The words of Dr. Albert Szert-Gyorgyi “Innovation is seeing the way everyone has seen, and thinking the way nobody has thought,” were evident at Makerfair-2019. Have you ever thought of how to drain out excess cooking oil? or a device for eye drops? How about an artificial nose, or 3D-printed clothes and fibre optic dresses? What about an alternative to wearing layers of clothes to stay warm? Makerfair- 2019 had solutions to all these and more. It also hosted the largest ever ‘Robotics Battle’. Makerfair- 2019 was held at Trace Expert City Maradana on 20th October and was organised by Makerspace, the Uva Wellassa University (UWU), the American Centre and US Embassy.
Being a frequent visitor to the bakery near her class, Madeera Dunuarachchi (15) noticed how much oil was being wasted when frying short eats. She also noticed how leftover oil was used, to fry additional short eats. Knowing the ill-effects of consuming excess oily and fatty foods, Ms. Dunuarachchi came up with the ‘Oil Saving Bank’. The simple device drains out excess oil after frying food items, using the basic method of liquid flowing from a higher to lower elevation.
Sarasija Gunarathna (18) was motivated by his late grandfather’s struggle with his eye-drops. In two years he developed an ‘Eye Care Unit.’ Shaped like normal spectacles, the unit has a holder for the bottle of eye-drop. When tilted at 90° degrees, it releases drops into the targeted eye. “I used Arduino programming to program this technique. Any patient with eye ailments, especially the elderly, can easily put eye-drops for themselves,” he said.
While lecturing in the Uva Wellassa University, Dr. Dakshika Wanniarachchi met tea factory managers who complained about determining the right point of fermentation of the tea leaves. This was crucial because the quality, aroma and taste of tea depended on it. “Presently, trained personnel detect the optimum fermentation point. The aroma is subject to perception, and is not always accurate. This sometimes causes over-fermentation or under-fermentation,” said Dr. Wanniarachchi.
Taking the factor into consideration, she invented an aroma-detecting device called ‘Diginose’. “The gadget functions like a human nose and detects aroma accurately to the optimum point of fermentation. This shows on a graph on screen. It is IoT controlled, portable and has data logging functionality,” said research assistant Ms. S. Tharaga. She said that the team had sought patent rights, and were looking for investors to market it to the tea industry. “Diginose will enhance the quality of tea. It can be used in any quality control agency, not just the tea industry,” said Ms. Tharaga.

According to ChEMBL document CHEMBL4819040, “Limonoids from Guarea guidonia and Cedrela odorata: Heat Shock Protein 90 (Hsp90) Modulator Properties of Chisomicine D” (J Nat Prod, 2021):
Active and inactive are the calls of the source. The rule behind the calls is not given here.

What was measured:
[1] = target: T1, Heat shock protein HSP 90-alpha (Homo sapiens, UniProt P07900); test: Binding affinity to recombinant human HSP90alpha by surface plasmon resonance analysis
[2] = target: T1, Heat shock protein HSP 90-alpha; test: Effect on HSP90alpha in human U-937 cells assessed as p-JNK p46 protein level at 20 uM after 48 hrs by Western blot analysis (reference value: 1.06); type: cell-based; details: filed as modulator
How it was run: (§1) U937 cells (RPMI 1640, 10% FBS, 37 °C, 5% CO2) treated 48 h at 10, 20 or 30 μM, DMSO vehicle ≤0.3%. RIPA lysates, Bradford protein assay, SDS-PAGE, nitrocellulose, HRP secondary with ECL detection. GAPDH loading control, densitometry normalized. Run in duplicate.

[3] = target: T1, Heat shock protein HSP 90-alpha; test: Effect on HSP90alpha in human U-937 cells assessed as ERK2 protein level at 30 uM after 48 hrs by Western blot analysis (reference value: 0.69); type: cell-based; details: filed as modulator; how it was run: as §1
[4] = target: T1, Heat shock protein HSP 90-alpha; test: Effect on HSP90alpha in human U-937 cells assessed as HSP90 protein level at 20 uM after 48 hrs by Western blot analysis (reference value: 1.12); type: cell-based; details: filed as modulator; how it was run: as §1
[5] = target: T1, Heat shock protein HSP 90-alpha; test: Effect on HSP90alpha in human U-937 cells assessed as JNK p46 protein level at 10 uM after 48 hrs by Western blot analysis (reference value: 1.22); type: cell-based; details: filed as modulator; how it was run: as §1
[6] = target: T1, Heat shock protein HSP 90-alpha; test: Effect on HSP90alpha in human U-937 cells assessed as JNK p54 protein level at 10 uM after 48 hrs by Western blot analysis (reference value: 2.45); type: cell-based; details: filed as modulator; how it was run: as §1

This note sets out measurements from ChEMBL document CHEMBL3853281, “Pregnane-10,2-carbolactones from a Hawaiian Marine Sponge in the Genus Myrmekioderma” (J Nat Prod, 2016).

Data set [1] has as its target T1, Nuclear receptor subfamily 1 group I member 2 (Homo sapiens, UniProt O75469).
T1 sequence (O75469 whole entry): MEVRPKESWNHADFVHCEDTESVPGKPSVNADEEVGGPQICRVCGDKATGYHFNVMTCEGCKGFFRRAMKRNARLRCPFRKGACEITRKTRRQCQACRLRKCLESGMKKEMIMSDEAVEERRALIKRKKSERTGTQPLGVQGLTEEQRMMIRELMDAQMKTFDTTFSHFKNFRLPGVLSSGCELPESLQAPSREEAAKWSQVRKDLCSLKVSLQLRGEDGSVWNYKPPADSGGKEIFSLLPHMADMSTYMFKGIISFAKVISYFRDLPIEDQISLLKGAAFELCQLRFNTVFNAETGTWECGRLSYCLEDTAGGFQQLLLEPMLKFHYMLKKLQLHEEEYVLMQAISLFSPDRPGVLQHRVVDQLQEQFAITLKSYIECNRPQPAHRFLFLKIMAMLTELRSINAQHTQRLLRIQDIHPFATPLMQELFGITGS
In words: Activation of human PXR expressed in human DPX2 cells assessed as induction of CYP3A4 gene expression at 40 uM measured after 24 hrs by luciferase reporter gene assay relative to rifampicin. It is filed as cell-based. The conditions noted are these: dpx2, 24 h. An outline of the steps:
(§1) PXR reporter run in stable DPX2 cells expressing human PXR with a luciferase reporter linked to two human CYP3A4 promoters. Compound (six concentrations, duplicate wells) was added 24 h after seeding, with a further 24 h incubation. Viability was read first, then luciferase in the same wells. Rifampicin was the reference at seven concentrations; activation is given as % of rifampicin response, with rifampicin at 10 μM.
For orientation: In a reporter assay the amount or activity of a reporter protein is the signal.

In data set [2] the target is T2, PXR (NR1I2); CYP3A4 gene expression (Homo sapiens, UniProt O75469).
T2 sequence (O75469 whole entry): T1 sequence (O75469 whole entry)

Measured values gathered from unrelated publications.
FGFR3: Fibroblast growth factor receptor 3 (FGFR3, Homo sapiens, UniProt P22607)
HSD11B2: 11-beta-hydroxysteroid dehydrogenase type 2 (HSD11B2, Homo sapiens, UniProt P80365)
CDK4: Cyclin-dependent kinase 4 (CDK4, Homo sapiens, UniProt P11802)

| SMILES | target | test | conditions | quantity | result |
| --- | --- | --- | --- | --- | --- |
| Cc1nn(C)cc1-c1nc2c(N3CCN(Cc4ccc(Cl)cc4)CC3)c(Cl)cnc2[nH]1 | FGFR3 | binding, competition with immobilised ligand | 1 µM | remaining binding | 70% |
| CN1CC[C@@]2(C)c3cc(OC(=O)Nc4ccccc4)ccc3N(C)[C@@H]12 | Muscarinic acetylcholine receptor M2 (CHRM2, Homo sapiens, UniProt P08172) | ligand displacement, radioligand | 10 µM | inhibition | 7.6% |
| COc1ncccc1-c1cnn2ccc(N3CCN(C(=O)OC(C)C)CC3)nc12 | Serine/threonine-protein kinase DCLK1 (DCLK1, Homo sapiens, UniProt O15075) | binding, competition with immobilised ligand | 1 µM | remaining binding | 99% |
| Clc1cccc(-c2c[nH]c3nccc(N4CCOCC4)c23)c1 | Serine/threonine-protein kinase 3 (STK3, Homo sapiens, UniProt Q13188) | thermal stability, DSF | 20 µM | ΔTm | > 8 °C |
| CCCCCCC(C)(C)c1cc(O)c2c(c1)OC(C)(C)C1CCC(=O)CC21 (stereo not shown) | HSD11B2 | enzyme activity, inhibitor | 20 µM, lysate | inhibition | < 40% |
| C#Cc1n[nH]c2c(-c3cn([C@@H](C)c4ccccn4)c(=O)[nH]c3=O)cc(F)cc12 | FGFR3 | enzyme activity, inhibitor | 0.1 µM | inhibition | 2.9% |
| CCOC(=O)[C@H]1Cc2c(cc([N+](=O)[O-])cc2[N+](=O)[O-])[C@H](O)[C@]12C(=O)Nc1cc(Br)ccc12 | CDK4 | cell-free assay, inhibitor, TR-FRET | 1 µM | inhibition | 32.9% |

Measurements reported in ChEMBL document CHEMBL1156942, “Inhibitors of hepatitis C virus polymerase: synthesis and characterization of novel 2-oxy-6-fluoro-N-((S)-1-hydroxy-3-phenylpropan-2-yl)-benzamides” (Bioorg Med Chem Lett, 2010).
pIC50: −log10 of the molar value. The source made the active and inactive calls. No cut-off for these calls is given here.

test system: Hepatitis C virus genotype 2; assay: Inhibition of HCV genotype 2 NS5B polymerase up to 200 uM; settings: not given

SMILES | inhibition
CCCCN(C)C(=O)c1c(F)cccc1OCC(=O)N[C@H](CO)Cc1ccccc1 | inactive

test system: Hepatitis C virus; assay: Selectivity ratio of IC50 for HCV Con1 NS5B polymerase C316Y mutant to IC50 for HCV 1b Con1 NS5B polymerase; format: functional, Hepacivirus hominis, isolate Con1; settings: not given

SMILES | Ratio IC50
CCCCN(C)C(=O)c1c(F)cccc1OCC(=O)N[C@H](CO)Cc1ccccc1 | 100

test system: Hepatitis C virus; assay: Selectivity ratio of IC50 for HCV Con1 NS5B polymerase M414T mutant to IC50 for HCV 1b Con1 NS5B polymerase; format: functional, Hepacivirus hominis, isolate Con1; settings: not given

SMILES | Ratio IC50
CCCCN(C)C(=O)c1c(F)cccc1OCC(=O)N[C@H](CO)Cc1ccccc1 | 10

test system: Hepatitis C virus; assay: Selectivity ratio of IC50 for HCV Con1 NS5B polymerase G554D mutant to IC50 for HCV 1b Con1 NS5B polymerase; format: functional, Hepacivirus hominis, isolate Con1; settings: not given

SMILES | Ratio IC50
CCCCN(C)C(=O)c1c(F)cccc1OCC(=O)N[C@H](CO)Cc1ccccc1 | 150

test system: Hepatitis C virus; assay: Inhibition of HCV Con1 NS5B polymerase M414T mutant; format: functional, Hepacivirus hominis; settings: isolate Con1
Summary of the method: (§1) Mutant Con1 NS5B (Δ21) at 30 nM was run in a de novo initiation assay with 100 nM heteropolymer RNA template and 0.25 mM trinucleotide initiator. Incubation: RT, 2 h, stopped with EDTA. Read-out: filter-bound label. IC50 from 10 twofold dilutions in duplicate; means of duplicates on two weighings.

Realising the dire need for better prosthetic limbs, Mechatronics undergrads Deshan Perera, Sachitha Harshana, Pubudu Piyumantha, Shehan Mashane and Induka Punarjeewa developed the ‘Bionic Limb’ in their second year at ICBT Campus. It is a low-cost, electro-mechanically controlled prosthetic limb which provides more versatility to the user.
“Sri Lanka imports prosthetic limbs, each costing Rs. 600,000. These must be replaced annually, posing a huge problem for the disabled,” said Deshan Perera. He explained how the bionic limb worked. “Two gyroscope sensors are put on the functional leg, and the bionic limb copies the movement of that leg. This allows people to move around easily,” he said. The first design took one-and-a-half months to complete. The second took one week, while the coding took two more weeks. Mr. Perera said they planned to replace the aluminium brackets with alloy components to make it lighter and stronger. The team is working with the Prosthetic Limb Centre to make limbs that would cost only Rs. 50,000.